• None.
  • Dennis looks closely at a gooey snail he finds outdoors (we see a close-up, point-of-view shot).
  • Dennis "hides out" in a cardboard box and refuses to come out.
  • Dennis will only eat Lucky Charms and rebuffs David's effort to feed him a cheese sandwich.
  • Dennis wakes David at night by flashing his camera, and won't stop when David tells him (at first).
  • Dennis steals small items from David and the kids at school (pencils, car keys, photos, David's driver's license), but does so for what he calls "study" of human behavior.
  • A person uses the term "Hey retard."
  • David's publisher is somewhat snotty and imperious toward him.
  • In a scene more tense than frightening, Dennis screams and David comes running to his room, where the (old) dog has died and frightened the child.
  • At the end of the film, Dennis stands on the ledge of a planetarium, as a police helicopter approaches (its noise and big lights might be slightly scary). Dennis believes it's his "ship" coming to fetch him, but he's in danger on the ledge, as David comes to save him.
  • None.
  • Phrases: "Nuts" (testicles), "You're weird," "Mom, he's being gross," "Freaky little dude," "Hey retard," "What the heck?," "Shut up," "Harry Bloody Potter" and "Your uncle is nuts."
  • Dennis likes to wear sunglasses all the time, even indoors.
  • Dennis wears a "weight belt" to keep himself on earth (he believes the gravity is weak), and he hangs upside down from the jungle gym at school.
  • Dennis lives briefly in a big cardboard box.
  • Dennis insists he eats only Lucky Charms cereal (he repeats this point several times). When he agrees to eat a hot dog, he pours Pepsi on it, upsetting Liz's boys.
  • Dennis takes photos of everyone and everything he can, sometimes annoying or startling people.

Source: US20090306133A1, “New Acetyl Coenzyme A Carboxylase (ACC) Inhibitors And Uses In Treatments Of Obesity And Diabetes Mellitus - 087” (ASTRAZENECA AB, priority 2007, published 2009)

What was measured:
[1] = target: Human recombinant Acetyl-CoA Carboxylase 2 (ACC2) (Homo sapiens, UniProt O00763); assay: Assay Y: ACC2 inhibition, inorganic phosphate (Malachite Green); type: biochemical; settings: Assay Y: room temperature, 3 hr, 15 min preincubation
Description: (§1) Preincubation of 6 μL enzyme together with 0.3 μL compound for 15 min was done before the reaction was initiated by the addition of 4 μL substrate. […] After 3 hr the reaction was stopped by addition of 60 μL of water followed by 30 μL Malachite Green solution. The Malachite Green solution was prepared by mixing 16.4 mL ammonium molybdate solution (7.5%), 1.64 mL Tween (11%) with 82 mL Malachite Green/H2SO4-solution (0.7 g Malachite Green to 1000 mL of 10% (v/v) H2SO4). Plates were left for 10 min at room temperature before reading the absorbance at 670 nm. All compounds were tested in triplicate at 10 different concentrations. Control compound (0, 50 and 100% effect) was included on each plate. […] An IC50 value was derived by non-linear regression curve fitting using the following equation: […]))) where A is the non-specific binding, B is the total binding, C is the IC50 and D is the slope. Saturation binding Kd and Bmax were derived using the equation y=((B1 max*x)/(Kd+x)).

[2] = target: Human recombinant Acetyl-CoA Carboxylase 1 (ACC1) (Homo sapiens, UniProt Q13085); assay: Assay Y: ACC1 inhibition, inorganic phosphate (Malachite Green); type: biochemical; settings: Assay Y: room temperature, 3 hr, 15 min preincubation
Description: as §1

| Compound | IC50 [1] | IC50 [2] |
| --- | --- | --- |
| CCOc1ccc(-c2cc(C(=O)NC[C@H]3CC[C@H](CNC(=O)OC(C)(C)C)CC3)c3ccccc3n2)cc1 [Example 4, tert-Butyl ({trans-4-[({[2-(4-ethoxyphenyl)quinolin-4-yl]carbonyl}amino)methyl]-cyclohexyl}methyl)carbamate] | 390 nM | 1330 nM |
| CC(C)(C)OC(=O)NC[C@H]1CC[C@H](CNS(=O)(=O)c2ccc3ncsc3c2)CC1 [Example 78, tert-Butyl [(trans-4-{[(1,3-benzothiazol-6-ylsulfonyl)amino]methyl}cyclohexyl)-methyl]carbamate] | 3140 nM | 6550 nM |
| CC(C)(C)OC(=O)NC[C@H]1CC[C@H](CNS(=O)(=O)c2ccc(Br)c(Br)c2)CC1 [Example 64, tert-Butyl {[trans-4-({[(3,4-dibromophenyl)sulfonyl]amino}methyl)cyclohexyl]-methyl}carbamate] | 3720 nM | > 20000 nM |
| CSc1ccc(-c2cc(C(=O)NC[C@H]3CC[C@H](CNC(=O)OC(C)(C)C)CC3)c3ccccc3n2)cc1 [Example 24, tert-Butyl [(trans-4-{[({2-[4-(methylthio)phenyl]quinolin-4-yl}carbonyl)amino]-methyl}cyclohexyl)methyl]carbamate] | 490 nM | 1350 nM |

• Dennis puts a vacuum cleaner to his mouth, believing he is the vacuum cleaner.
  • Dennis steals small items from David and the kids at school (pencils, car keys, photos, David's driver's license).
  • When Dennis accidentally breaks a vase, he's afraid David is mad. David makes him feel better by inviting him to break "stuff" (lots of plates), and then they squirt each other with dish soap and ketchup in the kitchen, a very happy scene until Dr. Lefkowitz shows up and intimates that David is doing poor parenting.
  • None.
  • None.
  • None.
  • At least one 1 hell, 4 uses of "Jesus" and 2 uses of "Jesus Christ."
  • Harlee tells David that his wife told her he was "good in bed."
  • David narrates his dog Somewhere's behavior: "Somewhere, a dog, barked and then he licked his nuts."
  • David invites Harlee to spend the night (in the guest room), then both are embarrassed and try to make jokes (none explicit).
  • A brief passionate kiss between David and Harlee embarrasses both.
  • None.
  • We see David visiting his wife's grave. Later, he appears sad while looking at photos of her.
  • Somewhere the dog dies (there's brief glimpse of the body) and David cries, and Dennis tries to comfort him.
  • When Dennis accidentally breaks a vase, he's afraid David is mad. David makes him feel better by inviting him to break "stuff" (lots of plates), and then they squirt each other with dish soap and ketchup in the kitchen, a very happy scene until Dr. Lefkowitz shows up and intimates that David is doing poor parenting.
  • On Christmas, Liz tells David, "You guys are really struggling," and he takes offense, packing up Dennis and deciding to leave the family dinner. Liz and David's argument occurs mostly unheard and in the background, as Dennis is fascinated by Christmas lights on the lawn.
  • David is pulled over by a traffic cop, then yells at Dennis for taking his license after the officer asks him for it and he can't find it.
  • Dennis runs away, hiding out at the planetarium. David, Liz, and Harlee panic, and then rush over to the planetarium.
  • Kids who imagine themselves apart from the community or family (adopted, alien).
  • Dealing with the death of a loved one.
  • Dealing with the death of a pet.
  • Accepting someone who's different.
  • Pursuing artistic or other goals that others demean.
  • Entertaining fantasy or delusion in order to help someone work through issues.
  • When Dennis accidentally breaks a vase, he's afraid David is mad. David makes him feel better by inviting him to break "stuff" (lots of plates).

  • Reviewed October 23, 2007 / Posted November 2, 2007